January 23, 2007

Zimmer projects major reforms at faculty meeting

University President Robert Zimmer held a town hall meeting for faculty and staff last Wednesday to discuss University planning and strategic opportunities.

During the meeting, aimed at informing the University community on planned administrative initiatives, Zimmer outlined 11 key areas he said the University could best improve upon. These areas ranged from graduate school education to potential funding sources.

Throughout the discussion, Zimmer emphasized that the University must consider substantial administrative changes in order to compete with peer institutions. Each of his major talking points included possible methods of attaining academic and administrative programs that top those of peer institutions such as Harvard and Yale.

Zimmer defended his approach to reform as beneficial. “Competition with other top schools undoubtedly benefits any university,” he said. “It helps attract top students and national attention.”

In his improvement strategy, Zimmer mentioned serious concerns about academic programs and student life in the College.

“The U of C certainly has a unique academic program, but the life of a student in the College is not so excellent,” he said.

He reinforced his earlier decision to implement the Common Application, citing the potential for greater diversity and higher applicant numbers. He also expressed the concern that the current Uncommon Application establishes the College as a work-intensive environment.

“The environment is not set up for students to want to come here,” Zimmer said.

Asserting that the academic environment inversely affects application numbers, he asked, “Is it okay that we have half the number of applicants as some of our east coast competitors?”

Zimmer also discussed the University’s role in basic science and breakthrough research. He maintained that overarching changes must be made to the University’s academic initiatives in order to compete with other top research institutions.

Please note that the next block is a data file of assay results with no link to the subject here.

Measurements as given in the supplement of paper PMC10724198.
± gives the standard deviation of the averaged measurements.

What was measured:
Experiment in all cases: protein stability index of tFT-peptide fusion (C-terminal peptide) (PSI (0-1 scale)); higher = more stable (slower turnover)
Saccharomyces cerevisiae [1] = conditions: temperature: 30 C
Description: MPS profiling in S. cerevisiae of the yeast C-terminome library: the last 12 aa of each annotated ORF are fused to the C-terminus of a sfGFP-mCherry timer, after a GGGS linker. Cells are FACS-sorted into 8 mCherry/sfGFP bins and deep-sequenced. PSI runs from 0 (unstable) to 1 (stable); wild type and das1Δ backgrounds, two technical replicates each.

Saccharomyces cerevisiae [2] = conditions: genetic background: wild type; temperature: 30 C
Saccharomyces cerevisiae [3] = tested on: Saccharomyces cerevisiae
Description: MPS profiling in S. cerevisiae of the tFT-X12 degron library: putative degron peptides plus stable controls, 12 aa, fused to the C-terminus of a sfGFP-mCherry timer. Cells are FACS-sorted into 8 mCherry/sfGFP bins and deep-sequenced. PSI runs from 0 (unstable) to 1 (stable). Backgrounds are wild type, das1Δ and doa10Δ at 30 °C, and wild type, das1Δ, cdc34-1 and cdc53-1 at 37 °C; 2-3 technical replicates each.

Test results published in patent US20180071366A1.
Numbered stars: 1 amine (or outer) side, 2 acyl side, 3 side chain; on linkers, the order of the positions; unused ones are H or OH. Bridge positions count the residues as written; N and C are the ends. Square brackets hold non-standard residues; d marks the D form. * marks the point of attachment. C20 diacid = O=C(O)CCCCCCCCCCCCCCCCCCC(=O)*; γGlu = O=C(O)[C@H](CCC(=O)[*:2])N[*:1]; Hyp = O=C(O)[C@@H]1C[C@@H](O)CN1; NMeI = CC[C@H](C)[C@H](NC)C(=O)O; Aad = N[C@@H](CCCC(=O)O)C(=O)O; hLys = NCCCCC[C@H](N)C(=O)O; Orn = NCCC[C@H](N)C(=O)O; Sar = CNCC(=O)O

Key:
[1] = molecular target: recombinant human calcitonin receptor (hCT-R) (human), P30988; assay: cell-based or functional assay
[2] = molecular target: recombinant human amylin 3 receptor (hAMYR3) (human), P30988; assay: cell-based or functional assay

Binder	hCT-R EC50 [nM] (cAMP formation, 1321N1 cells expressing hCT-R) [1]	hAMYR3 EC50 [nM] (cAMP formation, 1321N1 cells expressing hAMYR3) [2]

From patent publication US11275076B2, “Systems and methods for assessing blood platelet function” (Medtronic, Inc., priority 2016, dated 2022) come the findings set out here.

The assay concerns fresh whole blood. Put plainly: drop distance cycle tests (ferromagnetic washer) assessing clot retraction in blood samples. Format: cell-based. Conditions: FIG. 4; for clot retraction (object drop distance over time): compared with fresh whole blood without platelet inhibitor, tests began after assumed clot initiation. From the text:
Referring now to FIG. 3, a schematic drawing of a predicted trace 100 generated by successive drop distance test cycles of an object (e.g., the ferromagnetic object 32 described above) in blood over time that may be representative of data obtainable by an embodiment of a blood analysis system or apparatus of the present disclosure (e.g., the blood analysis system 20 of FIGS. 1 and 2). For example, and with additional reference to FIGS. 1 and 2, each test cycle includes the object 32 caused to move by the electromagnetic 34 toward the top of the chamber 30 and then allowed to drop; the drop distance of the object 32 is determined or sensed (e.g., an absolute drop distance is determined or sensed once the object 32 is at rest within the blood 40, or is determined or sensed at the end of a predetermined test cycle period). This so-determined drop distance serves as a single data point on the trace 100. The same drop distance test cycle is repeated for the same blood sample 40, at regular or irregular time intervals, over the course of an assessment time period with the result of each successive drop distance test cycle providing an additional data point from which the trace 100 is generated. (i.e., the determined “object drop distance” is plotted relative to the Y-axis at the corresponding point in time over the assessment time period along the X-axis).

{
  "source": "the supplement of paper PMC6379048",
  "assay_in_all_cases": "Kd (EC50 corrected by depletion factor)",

“We have the opportunity to remain a major research university,” he said, “but we must ask ourselves whether we want to be a significant player or a boutique institution.”

He said the University might consider adding engineering programs or improving synergy between graduate programs in the humanities and social sciences to generate cutting-edge research.

Zimmer did not mention any specific plans that have been made to reach the 11 proposed goals, but he assured audience members that the administration is currently debating potential courses of action.

After presenting his goals, Zimmer opened the floor to questions. Although he reminded attendees that question time was not “a forum for personal issues,” many asked questions that directly reflected their personal situations.

One assistant professor complained about the unequal rate increases for Lab School tuition and staff salaries.

Members of Students Taking Action Now: Darfur (STAND), the student group pressing the University to divest from the Sudan, questioned the University Board of Trustee’s lack of action on the issue.

Zimmer reiterated the importance of the Kalven Report, the University’s long-standing guidelines that prevent the official advocacy of political positions in favor of a climate of intellectual neutrality.